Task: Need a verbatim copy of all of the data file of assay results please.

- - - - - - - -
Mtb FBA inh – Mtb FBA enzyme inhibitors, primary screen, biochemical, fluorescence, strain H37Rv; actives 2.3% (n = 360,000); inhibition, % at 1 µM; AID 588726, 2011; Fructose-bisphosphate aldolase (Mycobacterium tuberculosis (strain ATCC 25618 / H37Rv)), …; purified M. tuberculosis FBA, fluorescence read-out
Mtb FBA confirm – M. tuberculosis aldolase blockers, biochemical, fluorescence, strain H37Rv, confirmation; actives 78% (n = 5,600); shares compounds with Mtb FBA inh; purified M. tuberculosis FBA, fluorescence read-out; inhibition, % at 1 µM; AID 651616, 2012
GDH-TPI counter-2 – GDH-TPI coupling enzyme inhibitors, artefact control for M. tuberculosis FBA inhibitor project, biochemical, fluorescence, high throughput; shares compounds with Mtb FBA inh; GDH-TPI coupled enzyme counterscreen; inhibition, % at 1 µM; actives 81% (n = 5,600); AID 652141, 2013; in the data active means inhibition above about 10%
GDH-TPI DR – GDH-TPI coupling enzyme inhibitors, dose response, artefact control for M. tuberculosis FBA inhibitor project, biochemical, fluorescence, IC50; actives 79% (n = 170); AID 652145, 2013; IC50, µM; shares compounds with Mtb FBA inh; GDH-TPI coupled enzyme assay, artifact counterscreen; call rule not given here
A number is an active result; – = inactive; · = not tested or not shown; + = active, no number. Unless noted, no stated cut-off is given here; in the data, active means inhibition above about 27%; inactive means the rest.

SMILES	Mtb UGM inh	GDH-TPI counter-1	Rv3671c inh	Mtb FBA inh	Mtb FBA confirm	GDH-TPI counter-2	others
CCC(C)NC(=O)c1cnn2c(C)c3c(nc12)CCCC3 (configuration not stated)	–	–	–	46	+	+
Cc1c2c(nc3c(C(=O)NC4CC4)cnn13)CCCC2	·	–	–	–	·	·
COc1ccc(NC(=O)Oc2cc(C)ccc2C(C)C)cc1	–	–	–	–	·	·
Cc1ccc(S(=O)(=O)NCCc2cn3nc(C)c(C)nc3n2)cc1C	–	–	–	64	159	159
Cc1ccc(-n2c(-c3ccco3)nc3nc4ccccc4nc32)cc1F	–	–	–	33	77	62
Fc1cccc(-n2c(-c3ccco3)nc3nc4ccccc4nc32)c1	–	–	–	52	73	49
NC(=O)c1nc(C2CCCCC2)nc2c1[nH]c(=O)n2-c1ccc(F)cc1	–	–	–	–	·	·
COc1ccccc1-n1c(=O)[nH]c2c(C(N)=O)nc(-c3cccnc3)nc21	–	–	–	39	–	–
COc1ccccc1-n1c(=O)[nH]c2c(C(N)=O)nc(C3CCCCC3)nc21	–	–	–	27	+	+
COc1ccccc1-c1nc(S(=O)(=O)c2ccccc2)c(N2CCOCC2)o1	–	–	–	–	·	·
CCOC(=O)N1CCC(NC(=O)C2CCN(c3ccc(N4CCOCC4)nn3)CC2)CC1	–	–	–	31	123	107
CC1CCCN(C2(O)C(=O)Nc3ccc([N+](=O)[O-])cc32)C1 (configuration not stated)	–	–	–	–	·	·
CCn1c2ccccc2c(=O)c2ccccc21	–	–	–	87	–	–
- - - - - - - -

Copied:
Mtb FBA inh – Mtb FBA enzyme inhibitors, primary screen, biochemical, fluorescence, strain H37Rv; actives 2.3% (n = 360,000); inhibition, % at 1 µM; AID 588726, 2011; Fructose-bisphosphate aldolase (Mycobacterium tuberculosis (strain ATCC 25618 / H37Rv)), …; purified M. tuberculosis FBA, fluorescence read-out
Mtb FBA confirm – M. tuberculosis aldolase blockers, biochemical, fluorescence, strain H37Rv, confirmation; actives 78% (n = 5,600); shares compounds with Mtb FBA inh; purified M. tuberculosis FBA, fluorescence read-out; inhibition, % at 1 µM; AID 651616, 2012
GDH-TPI counter-2 – GDH-TPI coupling enzyme inhibitors, artefact control for M. tuberculosis FBA inhibitor project, biochemical, fluorescence, high throughput; shares compounds with Mtb FBA inh; GDH-TPI coupled enzyme counterscreen; inhibition, % at 1 µM; actives 81% (n = 5,600); AID 652141, 2013; in the data active means inhibition above about 10%
GDH-TPI DR – GDH-TPI coupling enzyme inhibitors, dose response, artefact control for M. tuberculosis FBA inhibitor project, biochemical, fluorescence, IC50; actives 79% (n = 170); AID 652145, 2013; IC50, µM; shares compounds with Mtb FBA inh; GDH-TPI coupled enzyme assay, artifact counterscreen; call rule not given here
A number is an active result; – = inactive; · = not tested or not shown; + = active, no number. Unless noted, no stated cut-off is given here; in the data, active means inhibition above about 27%; inactive means the rest.

SMILES	Mtb UGM inh	GDH-TPI counter-1	Rv3671c inh	Mtb FBA inh	Mtb FBA confirm	GDH-TPI counter-2	others
CCC(C)NC(=O)c1cnn2c(C)c3c(nc12)CCCC3 (configuration not stated)	–	–	–	46	+	+
Cc1c2c(nc3c(C(=O)NC4CC4)cnn13)CCCC2	·	–	–	–	·	·
COc1ccc(NC(=O)Oc2cc(C)ccc2C(C)C)cc1	–	–	–	–	·	·
Cc1ccc(S(=O)(=O)NCCc2cn3nc(C)c(C)nc3n2)cc1C	–	–	–	64	159	159
Cc1ccc(-n2c(-c3ccco3)nc3nc4ccccc4nc32)cc1F	–	–	–	33	77	62
Fc1cccc(-n2c(-c3ccco3)nc3nc4ccccc4nc32)c1	–	–	–	52	73	49
NC(=O)c1nc(C2CCCCC2)nc2c1[nH]c(=O)n2-c1ccc(F)cc1	–	–	–	–	·	·
COc1ccccc1-n1c(=O)[nH]c2c(C(N)=O)nc(-c3cccnc3)nc21	–	–	–	39	–	–
COc1ccccc1-n1c(=O)[nH]c2c(C(N)=O)nc(C3CCCCC3)nc21	–	–	–	27	+	+
COc1ccccc1-c1nc(S(=O)(=O)c2ccccc2)c(N2CCOCC2)o1	–	–	–	–	·	·
CCOC(=O)N1CCC(NC(=O)C2CCN(c3ccc(N4CCOCC4)nn3)CC2)CC1	–	–	–	31	123	107
CC1CCCN(C2(O)C(=O)Nc3ccc([N+](=O)[O-])cc32)C1 (configuration not stated)	–	–	–	–	·	·
CCn1c2ccccc2c(=O)c2ccccc21	–	–	–	87	–	–